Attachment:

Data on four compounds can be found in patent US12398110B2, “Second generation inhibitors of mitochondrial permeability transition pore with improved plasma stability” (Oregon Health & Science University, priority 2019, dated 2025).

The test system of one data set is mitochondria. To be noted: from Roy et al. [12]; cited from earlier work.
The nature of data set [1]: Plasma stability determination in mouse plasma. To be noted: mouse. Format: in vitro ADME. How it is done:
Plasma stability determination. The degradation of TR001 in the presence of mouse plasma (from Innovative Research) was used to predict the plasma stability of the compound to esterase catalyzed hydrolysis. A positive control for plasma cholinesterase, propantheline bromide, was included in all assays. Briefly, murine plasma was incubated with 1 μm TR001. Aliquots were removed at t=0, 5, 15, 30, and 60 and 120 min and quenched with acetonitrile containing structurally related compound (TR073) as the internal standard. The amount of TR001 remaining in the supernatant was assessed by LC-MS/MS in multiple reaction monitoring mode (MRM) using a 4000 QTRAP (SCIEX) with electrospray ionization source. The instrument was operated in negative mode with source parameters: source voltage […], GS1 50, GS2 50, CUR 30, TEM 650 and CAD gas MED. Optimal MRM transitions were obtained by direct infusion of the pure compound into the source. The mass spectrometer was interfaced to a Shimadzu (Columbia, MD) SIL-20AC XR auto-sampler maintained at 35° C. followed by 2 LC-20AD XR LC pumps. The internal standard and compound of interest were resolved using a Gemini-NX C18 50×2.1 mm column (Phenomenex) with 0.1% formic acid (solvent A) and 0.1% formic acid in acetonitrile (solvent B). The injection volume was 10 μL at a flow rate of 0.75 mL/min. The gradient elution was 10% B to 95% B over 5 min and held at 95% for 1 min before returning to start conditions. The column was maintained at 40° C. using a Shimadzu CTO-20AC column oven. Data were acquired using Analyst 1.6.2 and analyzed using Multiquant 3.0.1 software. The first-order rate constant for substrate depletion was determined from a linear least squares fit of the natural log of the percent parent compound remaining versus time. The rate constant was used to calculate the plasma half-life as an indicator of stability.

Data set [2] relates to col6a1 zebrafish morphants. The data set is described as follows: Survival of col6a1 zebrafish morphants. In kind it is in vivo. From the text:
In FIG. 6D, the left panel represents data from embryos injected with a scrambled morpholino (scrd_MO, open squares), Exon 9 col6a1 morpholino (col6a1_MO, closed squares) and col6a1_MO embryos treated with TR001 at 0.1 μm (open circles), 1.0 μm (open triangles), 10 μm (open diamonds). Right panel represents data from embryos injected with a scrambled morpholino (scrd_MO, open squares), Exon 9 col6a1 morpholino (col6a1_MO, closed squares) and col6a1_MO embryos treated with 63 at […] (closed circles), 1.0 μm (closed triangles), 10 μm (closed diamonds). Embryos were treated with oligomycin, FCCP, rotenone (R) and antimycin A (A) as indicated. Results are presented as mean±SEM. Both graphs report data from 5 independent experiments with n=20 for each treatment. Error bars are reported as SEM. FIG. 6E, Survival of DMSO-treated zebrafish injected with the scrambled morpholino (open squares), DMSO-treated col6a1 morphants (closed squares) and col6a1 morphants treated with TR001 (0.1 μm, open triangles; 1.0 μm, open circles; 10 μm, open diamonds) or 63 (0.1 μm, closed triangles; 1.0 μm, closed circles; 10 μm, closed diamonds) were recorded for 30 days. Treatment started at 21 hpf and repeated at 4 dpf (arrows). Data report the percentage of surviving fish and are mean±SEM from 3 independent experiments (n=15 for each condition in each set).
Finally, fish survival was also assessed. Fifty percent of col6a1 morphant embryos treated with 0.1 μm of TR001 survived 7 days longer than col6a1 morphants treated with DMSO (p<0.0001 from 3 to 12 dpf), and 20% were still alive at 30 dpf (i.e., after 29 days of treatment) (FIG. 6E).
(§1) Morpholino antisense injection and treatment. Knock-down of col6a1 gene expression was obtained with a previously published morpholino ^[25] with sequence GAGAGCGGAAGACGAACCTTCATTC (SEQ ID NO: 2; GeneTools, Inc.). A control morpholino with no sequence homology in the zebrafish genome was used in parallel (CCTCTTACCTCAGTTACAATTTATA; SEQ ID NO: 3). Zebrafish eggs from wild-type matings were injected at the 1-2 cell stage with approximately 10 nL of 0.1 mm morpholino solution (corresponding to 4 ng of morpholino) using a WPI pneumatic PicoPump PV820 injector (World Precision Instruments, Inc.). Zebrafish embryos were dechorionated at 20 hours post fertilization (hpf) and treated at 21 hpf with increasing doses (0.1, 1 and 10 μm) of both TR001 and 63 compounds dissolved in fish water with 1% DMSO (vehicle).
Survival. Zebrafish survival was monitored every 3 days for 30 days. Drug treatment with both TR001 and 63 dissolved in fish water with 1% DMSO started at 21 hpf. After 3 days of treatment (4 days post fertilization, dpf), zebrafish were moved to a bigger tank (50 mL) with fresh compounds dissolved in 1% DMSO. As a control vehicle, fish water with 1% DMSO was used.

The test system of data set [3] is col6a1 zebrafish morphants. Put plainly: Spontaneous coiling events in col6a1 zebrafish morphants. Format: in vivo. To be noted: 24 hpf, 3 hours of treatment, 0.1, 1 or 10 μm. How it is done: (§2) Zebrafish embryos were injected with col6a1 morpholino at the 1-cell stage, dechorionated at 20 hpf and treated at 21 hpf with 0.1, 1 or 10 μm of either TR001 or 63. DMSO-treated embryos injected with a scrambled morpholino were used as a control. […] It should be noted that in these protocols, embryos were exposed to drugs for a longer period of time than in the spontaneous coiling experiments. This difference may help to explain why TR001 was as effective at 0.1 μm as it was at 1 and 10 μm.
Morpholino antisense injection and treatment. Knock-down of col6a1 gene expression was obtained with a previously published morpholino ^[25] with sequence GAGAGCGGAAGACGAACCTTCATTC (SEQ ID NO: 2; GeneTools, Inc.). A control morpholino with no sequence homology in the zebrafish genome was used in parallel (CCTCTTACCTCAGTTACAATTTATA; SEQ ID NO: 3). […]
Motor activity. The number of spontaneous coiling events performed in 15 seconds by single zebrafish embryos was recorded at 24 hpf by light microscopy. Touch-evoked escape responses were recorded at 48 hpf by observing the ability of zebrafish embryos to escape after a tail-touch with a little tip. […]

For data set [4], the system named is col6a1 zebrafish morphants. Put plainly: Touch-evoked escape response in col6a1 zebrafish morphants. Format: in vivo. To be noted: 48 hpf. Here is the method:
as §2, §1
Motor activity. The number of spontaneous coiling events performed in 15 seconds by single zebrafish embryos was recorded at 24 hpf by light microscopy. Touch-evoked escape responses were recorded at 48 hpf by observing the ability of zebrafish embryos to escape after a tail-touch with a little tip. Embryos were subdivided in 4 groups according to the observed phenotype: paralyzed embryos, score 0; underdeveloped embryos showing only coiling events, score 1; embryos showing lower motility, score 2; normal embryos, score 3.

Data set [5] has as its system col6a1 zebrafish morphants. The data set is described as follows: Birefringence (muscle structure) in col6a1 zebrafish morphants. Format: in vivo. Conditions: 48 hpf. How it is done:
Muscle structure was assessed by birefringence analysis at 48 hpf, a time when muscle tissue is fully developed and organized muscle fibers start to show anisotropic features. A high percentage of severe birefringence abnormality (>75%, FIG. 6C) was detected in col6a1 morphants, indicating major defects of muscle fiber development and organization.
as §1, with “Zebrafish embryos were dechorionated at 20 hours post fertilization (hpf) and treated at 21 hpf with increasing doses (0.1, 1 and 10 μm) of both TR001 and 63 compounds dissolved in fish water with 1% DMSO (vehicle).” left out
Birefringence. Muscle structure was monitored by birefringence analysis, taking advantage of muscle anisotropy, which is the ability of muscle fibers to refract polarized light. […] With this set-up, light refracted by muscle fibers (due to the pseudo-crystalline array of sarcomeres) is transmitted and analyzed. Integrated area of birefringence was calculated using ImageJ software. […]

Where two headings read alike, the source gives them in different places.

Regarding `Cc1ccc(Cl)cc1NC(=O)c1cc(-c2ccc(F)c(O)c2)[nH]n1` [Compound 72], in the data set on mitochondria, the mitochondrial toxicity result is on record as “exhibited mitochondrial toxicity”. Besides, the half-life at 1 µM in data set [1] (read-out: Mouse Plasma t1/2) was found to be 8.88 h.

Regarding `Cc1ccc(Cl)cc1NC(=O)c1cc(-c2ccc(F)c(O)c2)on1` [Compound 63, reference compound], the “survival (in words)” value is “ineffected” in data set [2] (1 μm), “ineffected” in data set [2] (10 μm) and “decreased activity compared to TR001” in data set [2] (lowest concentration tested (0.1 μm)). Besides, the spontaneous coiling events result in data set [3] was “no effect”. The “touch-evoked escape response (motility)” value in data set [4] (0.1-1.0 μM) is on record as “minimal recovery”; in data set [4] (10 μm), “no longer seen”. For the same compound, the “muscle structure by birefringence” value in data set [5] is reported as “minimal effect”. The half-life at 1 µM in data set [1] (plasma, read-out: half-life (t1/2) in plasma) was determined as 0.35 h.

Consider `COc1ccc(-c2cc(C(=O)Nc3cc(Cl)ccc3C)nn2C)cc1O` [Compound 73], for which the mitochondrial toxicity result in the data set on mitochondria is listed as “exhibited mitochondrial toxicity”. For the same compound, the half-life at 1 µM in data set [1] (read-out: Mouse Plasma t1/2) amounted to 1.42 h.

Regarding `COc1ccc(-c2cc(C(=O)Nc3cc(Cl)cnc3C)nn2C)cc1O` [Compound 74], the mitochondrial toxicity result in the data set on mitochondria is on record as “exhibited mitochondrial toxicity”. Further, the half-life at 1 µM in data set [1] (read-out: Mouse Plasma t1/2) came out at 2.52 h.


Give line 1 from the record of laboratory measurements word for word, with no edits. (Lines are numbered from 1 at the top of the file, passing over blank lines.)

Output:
Data on four compounds can be found in patent US12398110B2, “Second generation inhibitors of mitochondrial permeability transition pore with improved plasma stability” (Oregon Health & Science University, priority 2019, dated 2025).